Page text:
All of these spaces gave cues to what is valued here and the purpose of the place. The purposes included: serving food, providing curation for precious items, displaying fantastic art, praise and worship, corralling and facilitating the movement of people, caring for and educating small children. All of these places are work spaces for people and colleagues. Some of these places are living, learning and loving spaces for our most precious and most vulnerable human beings. These travel and learning opportunities gave me cause to think about the places and spaces we provide for children in our early childhood care and education settings in New Zealand.

For ideas and reflective prompts I reached for Jim Greenman’s book ‘Caring Spaces, Learning Places’. In the foreword to Jim’s book, Lella Gandini says, “We have all experienced how even a small improvement in a learning space can reverberate in positive ways, but we have also learned that one cannot stop there. It is the value that we attribute to the potentials of children and our respect for their learning as individuals and as groups that can truly create a shift in our teaching, transforming us from being “only” teachers to being true listeners and learners.” (p. vii)

Experiences and time spent in our settings in New Zealand is as diverse as the children and families who use the service. Jim Greenman tells us that if fifteen-week-old Hannah continues in Childcare until elementary school, (NZ 6 year old) she will have spent around 12,000 hours at the centre, more time than she will spend in all of elementary and high school.  Her brother Michael attends pre-school a few hours a day, he may spend up to 1,000 hours at the service. (p.54). 

In this book Jim Greenman inspires by sharing the stories, insights and poetry of many people as he kindly challenges and supports us in reviewing and re-thinking the lives of children and teachers in our early childhood settings. He provides many good ideas and tools for changing and improving early childhood education environments in early childhood settings.  The review, changes and improvements to our early childhood care and education settings can and will transform us teachers into “true listeners and learners”.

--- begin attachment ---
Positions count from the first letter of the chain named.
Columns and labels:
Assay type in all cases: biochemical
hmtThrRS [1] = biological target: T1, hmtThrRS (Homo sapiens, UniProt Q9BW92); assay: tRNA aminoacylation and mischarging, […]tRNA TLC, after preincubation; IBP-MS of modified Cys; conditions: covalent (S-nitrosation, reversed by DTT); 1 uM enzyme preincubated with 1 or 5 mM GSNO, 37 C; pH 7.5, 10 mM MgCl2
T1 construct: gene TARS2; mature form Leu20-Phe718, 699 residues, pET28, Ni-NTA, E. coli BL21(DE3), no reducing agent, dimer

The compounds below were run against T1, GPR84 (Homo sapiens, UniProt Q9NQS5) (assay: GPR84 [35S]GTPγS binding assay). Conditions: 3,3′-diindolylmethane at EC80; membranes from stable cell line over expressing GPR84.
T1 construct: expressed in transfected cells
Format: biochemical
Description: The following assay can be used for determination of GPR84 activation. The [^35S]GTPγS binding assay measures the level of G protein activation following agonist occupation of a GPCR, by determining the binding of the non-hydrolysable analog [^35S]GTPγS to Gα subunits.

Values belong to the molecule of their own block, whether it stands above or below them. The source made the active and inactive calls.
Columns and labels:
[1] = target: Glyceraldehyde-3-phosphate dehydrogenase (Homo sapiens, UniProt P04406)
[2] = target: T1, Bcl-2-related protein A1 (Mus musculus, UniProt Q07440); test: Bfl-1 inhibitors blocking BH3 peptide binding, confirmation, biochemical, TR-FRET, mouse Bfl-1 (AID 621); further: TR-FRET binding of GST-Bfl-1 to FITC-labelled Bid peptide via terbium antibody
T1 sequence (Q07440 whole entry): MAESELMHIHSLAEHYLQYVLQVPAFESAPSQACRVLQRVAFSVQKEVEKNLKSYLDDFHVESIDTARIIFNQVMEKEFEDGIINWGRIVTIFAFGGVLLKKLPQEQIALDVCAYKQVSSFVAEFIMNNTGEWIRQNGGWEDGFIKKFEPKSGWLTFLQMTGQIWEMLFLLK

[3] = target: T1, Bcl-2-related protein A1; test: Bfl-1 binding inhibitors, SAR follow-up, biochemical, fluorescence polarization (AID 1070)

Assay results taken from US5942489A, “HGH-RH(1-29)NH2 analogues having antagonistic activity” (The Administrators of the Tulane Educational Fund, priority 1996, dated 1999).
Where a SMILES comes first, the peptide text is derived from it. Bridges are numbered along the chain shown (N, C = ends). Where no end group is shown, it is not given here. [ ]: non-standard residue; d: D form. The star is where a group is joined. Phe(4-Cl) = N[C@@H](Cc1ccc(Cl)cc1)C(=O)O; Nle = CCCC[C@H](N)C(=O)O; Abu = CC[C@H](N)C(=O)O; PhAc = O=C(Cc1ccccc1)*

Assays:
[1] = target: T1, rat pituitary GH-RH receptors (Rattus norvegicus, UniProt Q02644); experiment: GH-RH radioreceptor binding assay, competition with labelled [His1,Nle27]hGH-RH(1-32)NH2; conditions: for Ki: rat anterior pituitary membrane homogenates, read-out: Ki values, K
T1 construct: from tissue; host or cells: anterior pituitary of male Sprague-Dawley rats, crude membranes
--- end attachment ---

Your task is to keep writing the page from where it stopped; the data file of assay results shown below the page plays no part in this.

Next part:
I particularly liked the discussion on institutionalized childhoods (p.64) which concludes with a list of reflective questions that would be a very useful review tool to work through as a team of teachers. I recommend this book to those teachers who are “... carrying out one of the most delicate missions in life, namely sustaining the growth and learning of children as individuals and in groups.” (Lella Gandini p.vii)

Kathryn Delany

Sunday, August 28, 2011

Trying Something new for 30 Days

I have been inspired by Matt Cutts http://www.ted.com after watching his TED talk on trying something new for 30 days, he says, “30 days is about the right time to add or subtract something from your life.”  I have heard that if you are going to try something new then 30 days is long enough for it to become a habit. Matt describes some of the things he did, which included; biking to work and hiking up Mt Kilimanjaro, with these challenges his confidence grew. He said,  ‘the days became more memorable’ and in one of his self set challenges which required him  taking a photo every day he remembered exactly what he was doing on each of those days.
With this inspiring short talk (it is only 3.5 minutes long) I had heard enough to try something new, the first of which was to cut out sugar from my diet, this was relatively easy for me, except the odd craving for chocolate, so one down on to the next. After a borderline cholesterol result I decided to give up as much saturated fat as I could. This was harder than sweet food for me as one of my instant gratifications is potato crisps! After a bit of label reading in the supermarket I have found bagel crisps are okay if I really need a snack.
My next thing for 30 days was a complete disaster, I decided to buy an Exercycle (luckily, cheaply on Trade me) as I have used it 3 times and I suspect shortly it will be on the road with a ‘free’ sticker on it!
My latest is to buy a bike and go out to ride, this is a very new interest for me and I am only up to day 3, so far I am really enjoying it. I have found the Western Cycle trail to be a great place to ride,  and today I managed 14 km! There is a certain agelessness about biking and I feel like a teenager again as I cycle along, I could say I am in my Element on the bike, but it is a bit early for that on day 3, but watch this space!
We talk about children being curious learners, trying something new, be brave and giving something a go, taking a risk, practicing and like a challenge, have you thought about how these apply in your own life? Are you prepared to give something new a go? Matt finishes his talk by saying, ‘the next 30 days are going to pass whether you like it or not so why not put into action something you have always wanted to try for the next 30 days.’